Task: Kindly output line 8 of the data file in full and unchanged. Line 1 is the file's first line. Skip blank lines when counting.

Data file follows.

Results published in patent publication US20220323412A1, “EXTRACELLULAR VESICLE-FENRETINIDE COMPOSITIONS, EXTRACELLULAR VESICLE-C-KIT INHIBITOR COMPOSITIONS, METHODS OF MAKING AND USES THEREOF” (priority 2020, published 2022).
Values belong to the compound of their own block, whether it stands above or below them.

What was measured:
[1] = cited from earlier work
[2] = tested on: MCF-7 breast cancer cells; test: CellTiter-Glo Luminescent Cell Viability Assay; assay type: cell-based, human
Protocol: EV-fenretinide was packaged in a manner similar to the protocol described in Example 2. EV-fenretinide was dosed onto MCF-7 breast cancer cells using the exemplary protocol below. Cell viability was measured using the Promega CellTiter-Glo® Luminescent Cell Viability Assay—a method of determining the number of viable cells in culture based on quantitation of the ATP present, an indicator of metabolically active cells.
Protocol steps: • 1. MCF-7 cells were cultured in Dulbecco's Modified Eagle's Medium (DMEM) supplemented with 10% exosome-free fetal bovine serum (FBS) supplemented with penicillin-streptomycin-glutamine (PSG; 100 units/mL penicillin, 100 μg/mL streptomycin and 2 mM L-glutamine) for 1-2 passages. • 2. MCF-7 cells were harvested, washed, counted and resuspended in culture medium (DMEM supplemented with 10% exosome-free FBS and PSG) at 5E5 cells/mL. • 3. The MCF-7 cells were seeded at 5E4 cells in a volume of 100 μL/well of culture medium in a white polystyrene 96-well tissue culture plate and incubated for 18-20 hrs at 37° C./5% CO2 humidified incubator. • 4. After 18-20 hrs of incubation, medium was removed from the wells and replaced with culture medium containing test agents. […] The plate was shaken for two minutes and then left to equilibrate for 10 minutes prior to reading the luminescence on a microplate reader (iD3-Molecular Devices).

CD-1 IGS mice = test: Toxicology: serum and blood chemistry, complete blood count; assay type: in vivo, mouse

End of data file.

CD-1 IGS mice = test: Toxicology: serum and blood chemistry, complete blood count; assay type: in vivo, mouse